Content type MARC source
rdacontent
Control code
606997895
Dimensions
unknown
Extent
1 online resource (31, [1] pages)
File format
one file format
Form of item
online
Level of compression
lossless
Media category
computer
Media MARC source
rdamedia
Media type code
  • c
Note
MU: Electronic reproduction. Original in the University of Missouri--Columbia Libraries Special Collections. Scanned by the University of Missouri Library Systems Office. Made available through University of Missouri Digital Library Web site as part of 17th-19th Century British Religious, Political, and Legal Tracts.
http://library.link/vocab/ext/overdrive/overdriveId
cl0051000003
Specific material designation
remote
System control number
(OCoLC)606997895
Label
The first part of an historical collection of the ancient Parliaments of England, from the yeer of our Lord 673, till the end of King John's reign, anno 1216. : Wherein is cleerly demonstrated by histories and records beyond contradiction, that the ancient parliaments, and great councels of England, during all this tract of time, and many yeers after, were constituted, and consisted onely of our kings, princes, dukes, earls, nobles, barons, spiritual and temporal lords, and those we now usually stile the House of Peers ; and that both the legislative and judicial power of our parliaments resided onliy [sic] in them ; without any knights, citizens, burgesses of Parliament, or Commons House, not knowne, nor heard of, till of punier times then these. Published, to inform the ignorance, and check the insolent usurpations of those few commoners, who now call themselves not only the Commons House, but Parliament of England ; and (as much as in them lies) have most unjustly excluded both our King and lords from being any Members, or branches of our late, or future Parliaments., by William Prynne of Swainswick, Esquire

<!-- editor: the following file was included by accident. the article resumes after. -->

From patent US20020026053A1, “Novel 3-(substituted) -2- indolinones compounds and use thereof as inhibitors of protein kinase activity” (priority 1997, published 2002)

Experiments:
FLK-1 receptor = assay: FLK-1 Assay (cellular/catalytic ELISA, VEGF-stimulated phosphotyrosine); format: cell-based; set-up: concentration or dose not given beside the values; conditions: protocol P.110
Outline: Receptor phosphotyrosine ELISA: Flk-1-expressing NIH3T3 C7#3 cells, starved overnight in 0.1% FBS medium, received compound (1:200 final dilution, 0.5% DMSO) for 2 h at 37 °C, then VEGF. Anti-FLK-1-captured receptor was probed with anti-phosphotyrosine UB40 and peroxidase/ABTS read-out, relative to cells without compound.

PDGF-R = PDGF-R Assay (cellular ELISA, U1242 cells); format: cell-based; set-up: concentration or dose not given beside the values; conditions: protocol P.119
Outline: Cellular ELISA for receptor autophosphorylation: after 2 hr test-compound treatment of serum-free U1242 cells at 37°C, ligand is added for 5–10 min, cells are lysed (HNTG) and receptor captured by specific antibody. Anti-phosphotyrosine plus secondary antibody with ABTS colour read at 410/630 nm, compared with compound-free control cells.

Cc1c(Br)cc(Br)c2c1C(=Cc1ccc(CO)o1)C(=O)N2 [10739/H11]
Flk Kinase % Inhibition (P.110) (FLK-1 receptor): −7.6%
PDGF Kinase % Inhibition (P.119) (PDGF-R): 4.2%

Publication
Antecedent source
file reproduced from microform
Carrier category
online resource
Carrier category code
  • cr
Carrier MARC source
rdacarrier
Color
black and white
Content category
text
Content type code
  • txt
Content type MARC source
rdacontent
Control code
606997895
Dimensions
unknown
Extent
1 online resource (31, [1] pages)
File format
one file format
Form of item
online
Level of compression
lossless
Media category
computer
Media MARC source
rdamedia
Media type code
  • c
Note
MU: Electronic reproduction. Original in the University of Missouri--Columbia Libraries Special Collections. Scanned by the University of Missouri Library Systems Office. Made available through University of Missouri Digital Library Web site as part of 17th-19th Century British Religious, Political, and Legal Tracts.
http://library.link/vocab/ext/overdrive/overdriveId
cl0051000003
Specific material designation
remote
System control number
(OCoLC)606997895